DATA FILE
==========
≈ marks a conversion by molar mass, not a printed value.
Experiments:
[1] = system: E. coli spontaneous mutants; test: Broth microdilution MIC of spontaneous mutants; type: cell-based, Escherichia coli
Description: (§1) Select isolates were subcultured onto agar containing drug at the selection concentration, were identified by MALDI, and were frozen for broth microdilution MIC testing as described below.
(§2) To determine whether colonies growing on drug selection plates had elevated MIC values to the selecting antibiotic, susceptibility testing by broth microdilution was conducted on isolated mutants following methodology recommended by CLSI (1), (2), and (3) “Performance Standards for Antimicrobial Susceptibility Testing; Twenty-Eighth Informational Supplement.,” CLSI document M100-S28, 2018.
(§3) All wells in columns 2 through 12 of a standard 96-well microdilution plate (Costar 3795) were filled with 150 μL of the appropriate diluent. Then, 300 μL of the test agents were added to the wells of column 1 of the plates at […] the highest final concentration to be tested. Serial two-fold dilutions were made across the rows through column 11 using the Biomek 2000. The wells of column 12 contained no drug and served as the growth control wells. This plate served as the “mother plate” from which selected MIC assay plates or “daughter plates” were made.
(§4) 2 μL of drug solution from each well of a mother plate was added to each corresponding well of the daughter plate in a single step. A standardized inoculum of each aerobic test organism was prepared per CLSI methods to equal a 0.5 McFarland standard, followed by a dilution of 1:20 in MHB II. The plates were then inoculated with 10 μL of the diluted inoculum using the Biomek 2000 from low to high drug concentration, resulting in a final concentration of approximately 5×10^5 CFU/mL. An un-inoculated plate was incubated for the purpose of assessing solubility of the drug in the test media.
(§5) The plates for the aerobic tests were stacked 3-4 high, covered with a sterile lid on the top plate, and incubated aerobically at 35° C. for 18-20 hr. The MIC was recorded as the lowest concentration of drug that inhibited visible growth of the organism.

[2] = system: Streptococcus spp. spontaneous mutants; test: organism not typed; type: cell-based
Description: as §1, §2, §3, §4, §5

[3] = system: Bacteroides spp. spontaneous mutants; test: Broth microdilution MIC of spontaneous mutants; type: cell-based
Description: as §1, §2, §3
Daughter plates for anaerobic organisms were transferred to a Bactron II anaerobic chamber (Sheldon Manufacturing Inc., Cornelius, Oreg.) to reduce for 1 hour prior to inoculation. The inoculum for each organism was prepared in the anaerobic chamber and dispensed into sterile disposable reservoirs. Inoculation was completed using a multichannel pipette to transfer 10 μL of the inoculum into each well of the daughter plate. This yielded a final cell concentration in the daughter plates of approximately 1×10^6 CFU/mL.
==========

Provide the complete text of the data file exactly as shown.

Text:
≈ marks a conversion by molar mass, not a printed value.
Experiments:
[1] = system: E. coli spontaneous mutants; test: Broth microdilution MIC of spontaneous mutants; type: cell-based, Escherichia coli
Description: (§1) Select isolates were subcultured onto agar containing drug at the selection concentration, were identified by MALDI, and were frozen for broth microdilution MIC testing as described below.
(§2) To determine whether colonies growing on drug selection plates had elevated MIC values to the selecting antibiotic, susceptibility testing by broth microdilution was conducted on isolated mutants following methodology recommended by CLSI (1), (2), and (3) “Performance Standards for Antimicrobial Susceptibility Testing; Twenty-Eighth Informational Supplement.,” CLSI document M100-S28, 2018.
(§3) All wells in columns 2 through 12 of a standard 96-well microdilution plate (Costar 3795) were filled with 150 μL of the appropriate diluent. Then, 300 μL of the test agents were added to the wells of column 1 of the plates at […] the highest final concentration to be tested. Serial two-fold dilutions were made across the rows through column 11 using the Biomek 2000. The wells of column 12 contained no drug and served as the growth control wells. This plate served as the “mother plate” from which selected MIC assay plates or “daughter plates” were made.
(§4) 2 μL of drug solution from each well of a mother plate was added to each corresponding well of the daughter plate in a single step. A standardized inoculum of each aerobic test organism was prepared per CLSI methods to equal a 0.5 McFarland standard, followed by a dilution of 1:20 in MHB II. The plates were then inoculated with 10 μL of the diluted inoculum using the Biomek 2000 from low to high drug concentration, resulting in a final concentration of approximately 5×10^5 CFU/mL. An un-inoculated plate was incubated for the purpose of assessing solubility of the drug in the test media.
(§5) The plates for the aerobic tests were stacked 3-4 high, covered with a sterile lid on the top plate, and incubated aerobically at 35° C. for 18-20 hr. The MIC was recorded as the lowest concentration of drug that inhibited visible growth of the organism.

[2] = system: Streptococcus spp. spontaneous mutants; test: organism not typed; type: cell-based
Description: as §1, §2, §3, §4, §5

[3] = system: Bacteroides spp. spontaneous mutants; test: Broth microdilution MIC of spontaneous mutants; type: cell-based
Description: as §1, §2, §3
Daughter plates for anaerobic organisms were transferred to a Bactron II anaerobic chamber (Sheldon Manufacturing Inc., Cornelius, Oreg.) to reduce for 1 hour prior to inoculation. The inoculum for each organism was prepared in the anaerobic chamber and dispensed into sterile disposable reservoirs. Inoculation was completed using a multichannel pipette to transfer 10 μL of the inoculum into each well of the daughter plate. This yielded a final cell concentration in the daughter plates of approximately 1×10^6 CFU/mL.